Some agricultural experts in Lagos on Saturday have said that urban farming could offer new solutions to the recent high cost of food items in Nigeria.
They made this known at the 2023 AQAN Food System Summit with the theme: “Rethinking Sustainable Food System in Nigeria: Current Trends & Pathways”.
According to Dr Adelaja Adesina, Managing Consultant, Bdellium Consult Ltd, ‘Operation Do It Yourself’ farming in the urban areas will increase food production and the cost of food in the market.
Adesina urged people in the urban cities to grow some food crops in the confines of their homes and compound.
According to him, Nigeria’s population growth rate is estimated to be 2.4 per cent per annum, and projected to increase from about 220 million in 2023 to 400 million people in 2050.
He noted that this was one of the current trends and the pathways to sustainable food production that could feed Nigeria’s growing population reputed to be largest in Africa.
The United Nations project that Nigeria’s population will reach about 401.31 million by the end of the year 2050.
The UN projection also estimated that by 2100, if current figures continue, the population of Nigeria will be more than 728 million.
On his part, the Chairman, All Farmers Association of Nigeria, Lagos State Chapter, Dr Olufemi Oke, said the essence of famers coming together was for the rethinking and sustainable of food systems.
Oke said that this was important especially because of the incoming administration.
According to him, farmers are coming together to ensure how food can be on the table for all Nigerians and the people of Lagos.
He said, “We are also collaborating with AQAN and we are also thinking of how we can improve on our food systems.
“We believe that if this can be done by the new administration then the price of the commodity will be reduce.
Also, Mr Abiodun Olaniyi, Executive Secretary, AgriQuest African Network, noted that the recent increase in the price of food items was due to the alarming rate of wastage of farm produce.
Olaniyi, the Convener of AQAN Food System Summit noted that Nigerian framers produce enough food to feed the nation but the high level of wastage had contributed to the artificial scarcity and subsequent high cost of food items.
The executive secretary said there was need to curb wastages of farm produce for farmers to enjoy more profit from their sweat.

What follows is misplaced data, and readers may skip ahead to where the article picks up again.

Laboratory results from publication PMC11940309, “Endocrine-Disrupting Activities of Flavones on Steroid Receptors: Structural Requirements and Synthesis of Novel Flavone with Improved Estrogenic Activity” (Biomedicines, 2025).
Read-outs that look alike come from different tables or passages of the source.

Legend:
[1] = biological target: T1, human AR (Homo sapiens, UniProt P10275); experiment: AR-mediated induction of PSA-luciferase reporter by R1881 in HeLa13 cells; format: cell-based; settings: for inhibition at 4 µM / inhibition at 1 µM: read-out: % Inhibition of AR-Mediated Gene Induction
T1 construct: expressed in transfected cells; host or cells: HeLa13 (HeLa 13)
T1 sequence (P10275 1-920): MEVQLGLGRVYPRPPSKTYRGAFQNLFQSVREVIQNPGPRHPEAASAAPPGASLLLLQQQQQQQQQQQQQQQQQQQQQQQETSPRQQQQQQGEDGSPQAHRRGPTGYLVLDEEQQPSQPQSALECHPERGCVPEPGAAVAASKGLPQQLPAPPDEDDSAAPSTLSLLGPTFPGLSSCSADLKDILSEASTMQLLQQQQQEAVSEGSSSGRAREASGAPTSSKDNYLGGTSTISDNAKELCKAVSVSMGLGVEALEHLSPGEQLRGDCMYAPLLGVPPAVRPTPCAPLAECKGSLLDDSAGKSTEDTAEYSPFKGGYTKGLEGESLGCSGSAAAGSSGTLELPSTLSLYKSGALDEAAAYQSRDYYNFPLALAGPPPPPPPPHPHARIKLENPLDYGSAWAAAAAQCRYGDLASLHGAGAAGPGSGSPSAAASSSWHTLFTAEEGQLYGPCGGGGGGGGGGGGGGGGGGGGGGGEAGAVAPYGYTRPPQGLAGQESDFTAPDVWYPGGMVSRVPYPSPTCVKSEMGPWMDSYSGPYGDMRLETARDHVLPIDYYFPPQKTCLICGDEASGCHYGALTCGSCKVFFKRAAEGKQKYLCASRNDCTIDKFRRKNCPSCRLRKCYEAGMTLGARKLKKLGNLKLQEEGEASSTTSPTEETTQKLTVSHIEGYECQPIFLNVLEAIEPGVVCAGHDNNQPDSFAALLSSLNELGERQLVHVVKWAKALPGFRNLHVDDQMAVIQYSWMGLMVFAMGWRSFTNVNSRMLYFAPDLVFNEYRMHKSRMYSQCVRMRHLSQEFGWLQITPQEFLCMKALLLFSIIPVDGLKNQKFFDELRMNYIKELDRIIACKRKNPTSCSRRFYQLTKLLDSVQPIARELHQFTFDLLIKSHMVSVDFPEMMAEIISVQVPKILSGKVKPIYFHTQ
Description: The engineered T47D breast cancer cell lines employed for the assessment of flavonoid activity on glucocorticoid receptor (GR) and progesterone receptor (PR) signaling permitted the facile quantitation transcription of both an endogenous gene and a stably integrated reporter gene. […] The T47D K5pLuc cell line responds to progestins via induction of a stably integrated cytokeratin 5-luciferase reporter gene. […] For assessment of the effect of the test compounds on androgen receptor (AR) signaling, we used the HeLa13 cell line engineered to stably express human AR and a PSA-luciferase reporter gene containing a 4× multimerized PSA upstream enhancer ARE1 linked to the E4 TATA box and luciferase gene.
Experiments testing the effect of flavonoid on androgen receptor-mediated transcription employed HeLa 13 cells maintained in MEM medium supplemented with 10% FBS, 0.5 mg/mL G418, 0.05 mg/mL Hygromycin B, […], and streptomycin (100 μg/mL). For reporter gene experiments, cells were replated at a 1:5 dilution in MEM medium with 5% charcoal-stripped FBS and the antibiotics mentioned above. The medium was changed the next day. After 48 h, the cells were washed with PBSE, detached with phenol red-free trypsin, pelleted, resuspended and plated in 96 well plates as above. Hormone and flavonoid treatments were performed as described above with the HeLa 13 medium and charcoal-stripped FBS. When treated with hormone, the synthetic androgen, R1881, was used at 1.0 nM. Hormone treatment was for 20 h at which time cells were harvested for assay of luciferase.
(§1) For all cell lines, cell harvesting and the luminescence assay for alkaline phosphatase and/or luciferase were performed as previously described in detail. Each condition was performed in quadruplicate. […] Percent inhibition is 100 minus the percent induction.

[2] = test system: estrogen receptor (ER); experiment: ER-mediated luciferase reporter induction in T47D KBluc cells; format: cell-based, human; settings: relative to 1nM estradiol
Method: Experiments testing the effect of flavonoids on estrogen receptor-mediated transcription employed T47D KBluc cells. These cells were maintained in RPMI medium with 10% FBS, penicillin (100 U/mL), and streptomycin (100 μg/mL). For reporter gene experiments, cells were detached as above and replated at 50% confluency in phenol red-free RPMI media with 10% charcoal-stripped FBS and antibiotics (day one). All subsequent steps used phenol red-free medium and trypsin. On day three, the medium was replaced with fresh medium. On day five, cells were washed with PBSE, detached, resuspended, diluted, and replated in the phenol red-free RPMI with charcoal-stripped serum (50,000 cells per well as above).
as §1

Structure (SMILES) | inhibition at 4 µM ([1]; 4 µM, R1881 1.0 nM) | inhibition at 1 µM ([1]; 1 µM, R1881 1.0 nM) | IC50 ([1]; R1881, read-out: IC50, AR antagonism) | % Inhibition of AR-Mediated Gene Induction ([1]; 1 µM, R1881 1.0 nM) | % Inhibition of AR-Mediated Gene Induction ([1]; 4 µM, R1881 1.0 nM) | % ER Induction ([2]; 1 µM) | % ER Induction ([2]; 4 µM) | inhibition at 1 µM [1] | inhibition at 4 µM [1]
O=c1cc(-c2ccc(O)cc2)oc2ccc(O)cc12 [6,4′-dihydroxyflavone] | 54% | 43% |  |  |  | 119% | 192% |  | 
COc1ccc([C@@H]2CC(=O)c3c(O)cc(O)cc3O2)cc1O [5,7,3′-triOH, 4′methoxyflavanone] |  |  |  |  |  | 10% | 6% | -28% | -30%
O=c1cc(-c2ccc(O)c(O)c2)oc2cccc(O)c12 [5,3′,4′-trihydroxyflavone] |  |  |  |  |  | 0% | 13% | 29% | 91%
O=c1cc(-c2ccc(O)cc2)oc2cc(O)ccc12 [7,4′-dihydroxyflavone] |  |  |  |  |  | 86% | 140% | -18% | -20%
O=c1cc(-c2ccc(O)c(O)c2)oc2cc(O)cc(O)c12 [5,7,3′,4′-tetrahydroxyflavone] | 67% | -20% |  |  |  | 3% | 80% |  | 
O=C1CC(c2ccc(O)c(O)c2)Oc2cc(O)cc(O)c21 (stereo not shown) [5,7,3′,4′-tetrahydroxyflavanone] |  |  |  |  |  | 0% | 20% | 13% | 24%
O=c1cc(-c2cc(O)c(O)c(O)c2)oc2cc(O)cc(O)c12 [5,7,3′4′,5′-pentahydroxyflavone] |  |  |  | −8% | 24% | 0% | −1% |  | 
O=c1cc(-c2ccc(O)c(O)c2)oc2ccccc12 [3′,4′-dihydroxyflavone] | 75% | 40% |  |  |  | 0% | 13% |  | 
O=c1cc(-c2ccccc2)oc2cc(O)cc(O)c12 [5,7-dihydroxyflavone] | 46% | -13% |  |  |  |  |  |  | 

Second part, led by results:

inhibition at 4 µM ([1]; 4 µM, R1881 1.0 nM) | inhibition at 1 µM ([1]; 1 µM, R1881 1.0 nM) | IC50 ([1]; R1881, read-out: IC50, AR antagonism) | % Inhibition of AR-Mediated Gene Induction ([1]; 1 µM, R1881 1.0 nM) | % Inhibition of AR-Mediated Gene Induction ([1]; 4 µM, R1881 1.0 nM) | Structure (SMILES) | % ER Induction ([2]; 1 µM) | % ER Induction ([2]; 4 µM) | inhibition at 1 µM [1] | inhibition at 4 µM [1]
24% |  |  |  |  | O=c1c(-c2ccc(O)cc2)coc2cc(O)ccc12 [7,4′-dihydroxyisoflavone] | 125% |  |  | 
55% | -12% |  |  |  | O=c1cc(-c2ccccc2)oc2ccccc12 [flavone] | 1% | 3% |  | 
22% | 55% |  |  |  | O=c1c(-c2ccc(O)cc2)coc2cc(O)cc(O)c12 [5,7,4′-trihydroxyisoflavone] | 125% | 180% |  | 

“The problem we have in Nigeria is not that we are not producing enough food, the problem is that majority of food we produce get wasted.
“For example, 30 per cent of grains we produce are destroyed by insects. About 50 per cent of fruits and vegetables we produce are wasted during transportation.
“If these wastages can be reduced, prices of food items will be more affordable, as farmers will have more money,” he said.
Olaniyi also said farmers were also entrepreneurs, adding that when a farmer loses some percentages of farm produce, the normal practice would be to increase the price of available produce to cover up the loss.
He noted that the essence of the summit for upcoming farmers was to deepen their knowledge, practice and networking among the food systems practitioners and stakeholders in Nigeria.
Olaniyi expressed his belief that by 2030, Nigerian farmers should be able to put up a strong market for Africa in terms of Agribusiness.
The convener said the essence of the summit was also to increase food production, in terms of the business of Agriculture, not the culture of Agriculture .
He urged the incoming government to take it further from where the outgoing administration had left it
“We want government to focus more on more food production, food security and food safety.
“These are very paramount because when we have independence of food then that is number one independence for the people,” he said
Olaniyi also urged the new administration to work more on increasing food production, food security and food safety for the farmers in Nigeria.